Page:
Expunging a Dirty U-5
The view from the impending “fiscal cliff” takes in much of Fairfield County’s “Gold Coast”—Greenwich, Stamford, Darien, and Westport. We at Maya Murphy, P.C. represent many residents employed in the financial industry, both within and without the State of Connecticut. Some of their financial employers may be considering reductions in personnel depending upon the results of the upcoming Presidential election, Congressional action (or inaction) concerning “taxmaggedon” and “sequestration,” and their own Q4 and year-end results. If a financial firm retrenches, there will be a dirty U-5 on “the street.”
We are often asked about the possibility of “scrubbing” a U-5 or expunging it altogether. The current economic climate and new proposed rules from FINRA warrant a warning that usually accompanies our advice.
The current FINRA Customer and Industry Codes do not afford “unnamed persons,” i.e., the subject of allegations but not named parties to the underlying arbitration, to seek expunging of allegations reported to the Central Registration Depository (“CRD”) on Form U-5 (and available to the public through such resources as “Broker Check”). To rectify that situation (recognizing that a dirty U-5 impacts one’s livelihood), FINRA has proposed In re expungement rules seeking to balance the respective interests of the registered professional and the investing public. Public comment on the proposed rules was closed on May 21, 2012.
The purpose of this post is not to critique the new rules that, while not problem-free, at least address the issue of incorrect allegations remaining on CRD records in the absence of an evidentiary hearing to determine the accuracy of those allegations. The purpose of this post is to point out that the new rules, in whatever final form they may take, can be a cure worse than the disease.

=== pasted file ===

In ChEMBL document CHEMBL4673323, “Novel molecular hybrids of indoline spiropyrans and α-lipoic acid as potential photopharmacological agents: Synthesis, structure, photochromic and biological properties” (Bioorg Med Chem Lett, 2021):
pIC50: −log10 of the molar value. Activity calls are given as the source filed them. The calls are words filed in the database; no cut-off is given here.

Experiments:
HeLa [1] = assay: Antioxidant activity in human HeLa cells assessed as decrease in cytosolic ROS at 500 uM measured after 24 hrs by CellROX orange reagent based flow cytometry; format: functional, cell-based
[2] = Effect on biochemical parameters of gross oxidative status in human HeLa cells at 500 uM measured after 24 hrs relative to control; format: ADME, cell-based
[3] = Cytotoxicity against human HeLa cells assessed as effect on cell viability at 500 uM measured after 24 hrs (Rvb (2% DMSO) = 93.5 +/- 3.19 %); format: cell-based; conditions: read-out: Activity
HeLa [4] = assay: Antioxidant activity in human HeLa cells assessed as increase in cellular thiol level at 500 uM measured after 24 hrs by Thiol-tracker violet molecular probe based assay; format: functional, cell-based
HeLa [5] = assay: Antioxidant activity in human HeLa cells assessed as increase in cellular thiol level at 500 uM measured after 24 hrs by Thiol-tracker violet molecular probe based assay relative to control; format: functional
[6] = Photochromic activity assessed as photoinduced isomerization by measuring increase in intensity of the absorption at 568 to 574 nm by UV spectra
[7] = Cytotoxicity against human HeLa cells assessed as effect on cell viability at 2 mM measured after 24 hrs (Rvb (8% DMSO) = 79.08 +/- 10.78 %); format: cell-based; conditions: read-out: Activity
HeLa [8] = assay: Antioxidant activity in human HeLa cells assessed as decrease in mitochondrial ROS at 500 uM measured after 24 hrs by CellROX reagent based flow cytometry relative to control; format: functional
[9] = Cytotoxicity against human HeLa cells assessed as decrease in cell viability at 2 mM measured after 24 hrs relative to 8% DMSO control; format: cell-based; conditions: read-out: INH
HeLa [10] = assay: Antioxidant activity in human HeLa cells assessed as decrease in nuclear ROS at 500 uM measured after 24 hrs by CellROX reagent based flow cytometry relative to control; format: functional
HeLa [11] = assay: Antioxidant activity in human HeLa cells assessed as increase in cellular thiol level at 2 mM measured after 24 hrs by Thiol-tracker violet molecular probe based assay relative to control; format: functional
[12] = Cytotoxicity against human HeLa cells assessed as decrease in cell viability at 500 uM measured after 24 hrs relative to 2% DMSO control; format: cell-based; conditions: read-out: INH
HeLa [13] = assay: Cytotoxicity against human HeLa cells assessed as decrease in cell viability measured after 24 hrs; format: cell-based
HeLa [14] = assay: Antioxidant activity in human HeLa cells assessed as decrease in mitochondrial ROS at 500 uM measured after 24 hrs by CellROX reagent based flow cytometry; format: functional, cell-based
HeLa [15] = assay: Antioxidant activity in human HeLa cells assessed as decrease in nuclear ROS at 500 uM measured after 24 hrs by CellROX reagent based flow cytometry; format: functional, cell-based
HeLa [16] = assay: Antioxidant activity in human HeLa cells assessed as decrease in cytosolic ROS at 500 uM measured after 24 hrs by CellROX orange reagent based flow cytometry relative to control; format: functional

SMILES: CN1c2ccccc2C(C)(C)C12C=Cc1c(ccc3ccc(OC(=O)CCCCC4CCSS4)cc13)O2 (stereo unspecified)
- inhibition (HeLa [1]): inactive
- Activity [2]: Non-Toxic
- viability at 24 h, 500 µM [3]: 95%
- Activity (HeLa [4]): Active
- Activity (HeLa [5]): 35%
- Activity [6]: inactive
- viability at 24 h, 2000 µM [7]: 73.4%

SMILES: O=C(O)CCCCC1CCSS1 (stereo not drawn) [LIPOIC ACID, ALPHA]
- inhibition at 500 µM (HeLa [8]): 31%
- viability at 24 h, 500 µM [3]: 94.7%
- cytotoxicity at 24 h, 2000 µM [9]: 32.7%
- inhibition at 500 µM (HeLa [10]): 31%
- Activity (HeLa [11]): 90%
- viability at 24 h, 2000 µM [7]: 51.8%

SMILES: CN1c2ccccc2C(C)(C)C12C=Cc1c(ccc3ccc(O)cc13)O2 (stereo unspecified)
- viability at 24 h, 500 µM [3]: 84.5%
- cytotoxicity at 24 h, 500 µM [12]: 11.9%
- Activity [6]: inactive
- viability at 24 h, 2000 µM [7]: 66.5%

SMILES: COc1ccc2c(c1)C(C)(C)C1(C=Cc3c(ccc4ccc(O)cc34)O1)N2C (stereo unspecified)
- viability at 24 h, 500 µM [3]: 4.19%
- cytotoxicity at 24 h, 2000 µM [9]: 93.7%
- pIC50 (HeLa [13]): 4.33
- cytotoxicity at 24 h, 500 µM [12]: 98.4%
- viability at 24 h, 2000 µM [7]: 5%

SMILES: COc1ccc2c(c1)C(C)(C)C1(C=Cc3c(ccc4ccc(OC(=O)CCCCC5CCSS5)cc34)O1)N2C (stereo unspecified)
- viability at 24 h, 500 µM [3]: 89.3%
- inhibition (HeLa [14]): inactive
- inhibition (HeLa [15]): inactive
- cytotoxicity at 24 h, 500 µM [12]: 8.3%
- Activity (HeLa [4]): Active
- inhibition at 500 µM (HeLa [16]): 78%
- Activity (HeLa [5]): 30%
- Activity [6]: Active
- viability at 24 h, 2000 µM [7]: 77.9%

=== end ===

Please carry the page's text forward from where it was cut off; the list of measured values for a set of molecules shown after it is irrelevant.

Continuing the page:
The Original Language
There is no denying the injustice of having a registered representative’s U-5 amended to reflect a customer complaint without the representative being named as a respondent in subsequent arbitration. The net effect is to have the representative tried in absentia without the ability to present evidence or cross-examine witnesses by way of defense. The proposed In re expungement rules, however, may not be all they are cracked up to be. A recent FINRA arbitration decision points up the problem.
In the Matter of the FINRA Arbitration between Eduard Van Raay, Claimant v. Raymond James Financial Services, Inc., et al., Respondents (FINRA 11-04544, July 16, 2012), the underlying claim was settled and an arbitrator was appointed solely for the purpose of considering a request for U-5 expunging. The original offending, terminating language was: “Violation of firm policy. Failure to disclose an outside business activity (personal representative relationship with a client).” After the arbitration, the recommendation was for the language to be amended to read: “Permitted to resign. Advisor chose to continue unapproved outside business activity.” This was hardly an improvement to that which he sought to have expunged.
The Post-Arbitration Language
The original language was cryptic, susceptible to differing interpretations, and perhaps easily explained. The post-arbitration language, however, was clear, concise, damaging, and most importantly, the product of FINRA arbitration. Instead of vague allegations of a personal relationship with a client, the representative’s CRD will now be saddled with a finding that he chose to continue an unapproved outside business activity. The takeaway is that the outcome would not survive a rigorous pre-arbitration risk/reward analysis. Arbitrations, as with lawsuits, are a lot like wars—they are easier to start than to stop. They often bring with them unintended consequences.
The new In re expungement rules present registered representatives with an additional option that was previously unavailable. Assuming their future adoption, that does not mean that every offending CRD entry should be the subject of a FINRA arbitration.
Whether, and when, to pursue expunging is a decision that should be discussed thoroughly with a seasoned litigator familiar with the FINRA Rules and decisions. We, here, in Maya Murphy’s Westport, Connecticut office stand ready to assist in that regard. Please contact Joseph Maya and the other experienced attorneys at (203) 221-3100 or via e-mail at JMaya@Mayalaw.com to schedule a consultation today.